The Ballad of Baby Doe represents a couple of “firsts” for Winter Opera: the first local premiere of a celebrated opera as well as the first opera by an American composer—Douglas Moore. How did you and Musical Director Steven Jarvi come to choose this piece for your sixth season?
We wanted to produce our first American opera and realized that The Ballad of Baby Doe had never been done previously in St. Louis. Plus, we thought the opera would present a nice challenge for the company.
Which aspects of the real life Elizabeth Doe—as well as Latouche’s rendering of her in the libretto—intrigued you the most in preparing the title role?
What intrigued me the most is her strong character and dedication to Horace Tabor even though it causes her ruin. Her vows and strong unconditional love also appealed to me. Elizabeth could have moved on and secured a better future, but she gave her life to him and his passions instead.
The role of Elizabeth Doe provides musical lines and phrases both gorgeous and challenging for a coloratura soprano. What particular musical challenges did the role present to you as a singer?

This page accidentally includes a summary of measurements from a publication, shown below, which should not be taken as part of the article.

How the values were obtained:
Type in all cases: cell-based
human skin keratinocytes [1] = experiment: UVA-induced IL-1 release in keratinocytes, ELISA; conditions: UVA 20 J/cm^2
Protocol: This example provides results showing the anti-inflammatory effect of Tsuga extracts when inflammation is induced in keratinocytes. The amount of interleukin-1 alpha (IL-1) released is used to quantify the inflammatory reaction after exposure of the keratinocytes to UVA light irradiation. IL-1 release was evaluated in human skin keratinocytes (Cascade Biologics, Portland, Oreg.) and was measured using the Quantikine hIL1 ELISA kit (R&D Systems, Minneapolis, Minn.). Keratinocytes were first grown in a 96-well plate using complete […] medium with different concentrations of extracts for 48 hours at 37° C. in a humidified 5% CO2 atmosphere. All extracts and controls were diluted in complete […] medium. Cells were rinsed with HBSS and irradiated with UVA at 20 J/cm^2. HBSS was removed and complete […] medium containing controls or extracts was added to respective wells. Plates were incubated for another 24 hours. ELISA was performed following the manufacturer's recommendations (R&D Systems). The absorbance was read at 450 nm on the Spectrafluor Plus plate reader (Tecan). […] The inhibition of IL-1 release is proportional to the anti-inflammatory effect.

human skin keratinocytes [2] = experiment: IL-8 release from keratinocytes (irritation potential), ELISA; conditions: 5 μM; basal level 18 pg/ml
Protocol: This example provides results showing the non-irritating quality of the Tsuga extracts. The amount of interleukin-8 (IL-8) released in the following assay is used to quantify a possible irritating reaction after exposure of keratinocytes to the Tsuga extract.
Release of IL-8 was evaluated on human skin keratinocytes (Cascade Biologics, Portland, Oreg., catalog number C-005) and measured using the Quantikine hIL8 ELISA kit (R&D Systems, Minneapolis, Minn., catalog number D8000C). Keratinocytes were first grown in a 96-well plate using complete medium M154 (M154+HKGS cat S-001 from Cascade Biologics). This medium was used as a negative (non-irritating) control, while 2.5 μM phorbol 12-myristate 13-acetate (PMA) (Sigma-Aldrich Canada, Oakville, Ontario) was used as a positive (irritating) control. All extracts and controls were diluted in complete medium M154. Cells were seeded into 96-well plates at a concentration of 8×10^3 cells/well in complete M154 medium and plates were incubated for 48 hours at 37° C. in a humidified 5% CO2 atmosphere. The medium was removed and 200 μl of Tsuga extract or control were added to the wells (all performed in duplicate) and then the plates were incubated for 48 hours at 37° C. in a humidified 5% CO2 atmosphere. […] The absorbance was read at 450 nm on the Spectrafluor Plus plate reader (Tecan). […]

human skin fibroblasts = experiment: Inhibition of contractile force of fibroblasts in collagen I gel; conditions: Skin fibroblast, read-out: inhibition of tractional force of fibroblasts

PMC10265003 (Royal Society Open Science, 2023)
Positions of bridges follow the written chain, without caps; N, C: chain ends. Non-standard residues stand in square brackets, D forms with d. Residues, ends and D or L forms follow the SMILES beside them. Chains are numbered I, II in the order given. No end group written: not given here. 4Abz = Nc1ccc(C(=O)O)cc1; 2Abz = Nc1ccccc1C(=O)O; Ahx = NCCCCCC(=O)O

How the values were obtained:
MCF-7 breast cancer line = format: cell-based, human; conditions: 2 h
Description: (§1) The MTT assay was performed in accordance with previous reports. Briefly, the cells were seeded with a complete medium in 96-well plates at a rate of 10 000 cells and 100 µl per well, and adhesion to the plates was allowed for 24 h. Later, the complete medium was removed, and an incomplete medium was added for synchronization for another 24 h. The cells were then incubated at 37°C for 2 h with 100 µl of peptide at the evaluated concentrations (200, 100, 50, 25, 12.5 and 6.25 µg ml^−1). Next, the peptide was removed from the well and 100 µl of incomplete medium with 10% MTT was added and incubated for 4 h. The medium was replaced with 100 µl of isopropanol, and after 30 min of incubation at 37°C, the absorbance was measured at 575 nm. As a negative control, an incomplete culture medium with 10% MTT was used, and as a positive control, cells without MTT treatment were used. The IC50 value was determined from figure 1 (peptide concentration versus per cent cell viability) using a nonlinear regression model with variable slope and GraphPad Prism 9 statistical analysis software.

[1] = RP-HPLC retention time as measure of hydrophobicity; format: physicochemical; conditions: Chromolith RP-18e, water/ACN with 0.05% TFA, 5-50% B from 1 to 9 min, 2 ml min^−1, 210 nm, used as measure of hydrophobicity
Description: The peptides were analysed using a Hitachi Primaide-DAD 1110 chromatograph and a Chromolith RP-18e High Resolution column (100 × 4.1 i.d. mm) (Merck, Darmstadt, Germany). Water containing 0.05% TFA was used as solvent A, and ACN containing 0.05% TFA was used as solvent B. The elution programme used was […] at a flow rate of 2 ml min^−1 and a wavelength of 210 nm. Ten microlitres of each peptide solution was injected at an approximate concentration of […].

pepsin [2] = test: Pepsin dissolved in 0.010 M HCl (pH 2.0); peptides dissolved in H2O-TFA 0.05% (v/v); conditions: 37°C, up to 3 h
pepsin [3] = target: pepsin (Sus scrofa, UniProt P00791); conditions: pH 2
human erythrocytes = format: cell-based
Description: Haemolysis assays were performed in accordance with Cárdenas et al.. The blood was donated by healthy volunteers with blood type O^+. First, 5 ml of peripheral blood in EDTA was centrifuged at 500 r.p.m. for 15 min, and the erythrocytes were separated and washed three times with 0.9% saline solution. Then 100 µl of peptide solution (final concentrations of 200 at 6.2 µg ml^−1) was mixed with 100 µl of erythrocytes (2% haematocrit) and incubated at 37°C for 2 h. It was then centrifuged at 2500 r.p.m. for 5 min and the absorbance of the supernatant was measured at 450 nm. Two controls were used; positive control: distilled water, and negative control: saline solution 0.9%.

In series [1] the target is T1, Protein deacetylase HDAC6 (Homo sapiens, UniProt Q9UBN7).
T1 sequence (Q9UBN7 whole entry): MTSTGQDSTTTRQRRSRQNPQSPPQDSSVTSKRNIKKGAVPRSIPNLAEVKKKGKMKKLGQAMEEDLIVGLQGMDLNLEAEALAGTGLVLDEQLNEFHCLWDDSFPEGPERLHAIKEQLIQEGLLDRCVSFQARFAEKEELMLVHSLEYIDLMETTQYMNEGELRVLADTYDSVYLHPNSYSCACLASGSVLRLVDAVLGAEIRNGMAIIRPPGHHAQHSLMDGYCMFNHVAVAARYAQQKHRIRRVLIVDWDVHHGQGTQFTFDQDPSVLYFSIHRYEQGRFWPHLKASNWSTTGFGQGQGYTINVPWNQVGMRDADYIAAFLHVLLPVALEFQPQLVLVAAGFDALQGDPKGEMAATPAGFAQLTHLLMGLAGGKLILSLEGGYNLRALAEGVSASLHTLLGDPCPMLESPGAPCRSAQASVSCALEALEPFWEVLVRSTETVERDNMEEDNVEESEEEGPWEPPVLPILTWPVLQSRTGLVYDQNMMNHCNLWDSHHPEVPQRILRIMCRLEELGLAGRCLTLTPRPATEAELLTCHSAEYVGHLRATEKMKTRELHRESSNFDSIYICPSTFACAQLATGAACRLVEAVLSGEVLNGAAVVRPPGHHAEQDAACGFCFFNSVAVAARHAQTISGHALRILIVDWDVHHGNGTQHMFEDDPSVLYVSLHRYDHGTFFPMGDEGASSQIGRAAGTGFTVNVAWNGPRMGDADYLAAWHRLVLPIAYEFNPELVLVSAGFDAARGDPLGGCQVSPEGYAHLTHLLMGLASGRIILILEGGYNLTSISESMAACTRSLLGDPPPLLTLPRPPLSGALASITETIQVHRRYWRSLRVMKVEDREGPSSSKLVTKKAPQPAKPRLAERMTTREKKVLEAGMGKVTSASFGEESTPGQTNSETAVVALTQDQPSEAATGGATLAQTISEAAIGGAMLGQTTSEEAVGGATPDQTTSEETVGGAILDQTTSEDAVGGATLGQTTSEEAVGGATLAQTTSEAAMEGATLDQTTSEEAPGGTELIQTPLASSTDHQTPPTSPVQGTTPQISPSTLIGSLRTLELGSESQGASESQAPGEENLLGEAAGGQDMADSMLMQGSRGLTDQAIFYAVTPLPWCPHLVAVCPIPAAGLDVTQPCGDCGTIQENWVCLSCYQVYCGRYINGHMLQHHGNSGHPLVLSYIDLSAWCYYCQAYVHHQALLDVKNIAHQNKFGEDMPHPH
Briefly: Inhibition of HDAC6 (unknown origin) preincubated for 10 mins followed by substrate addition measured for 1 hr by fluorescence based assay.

The most challenging parts of the role are the large interval leaps in the melody which come out of nowhere sometimes. Also, vocal entrances can be tricky at times because Douglas Moore's choices in tonality are not always the obvious ones.
You have sung several roles from the Italian repertoire, notably Puccini, Verdi and Donizetti. How does the American Elizabeth Doe compare to the women you have previously portrayed onstage?
I feel that Elizabeth Doe is the first character I have played that actively makes the decisions that bring on her demise. She was not sick. She made her own way through life because of her vows. It was nice playing a real American woman, too!
What musical moments in the opera are some of the most affecting and rewarding for you?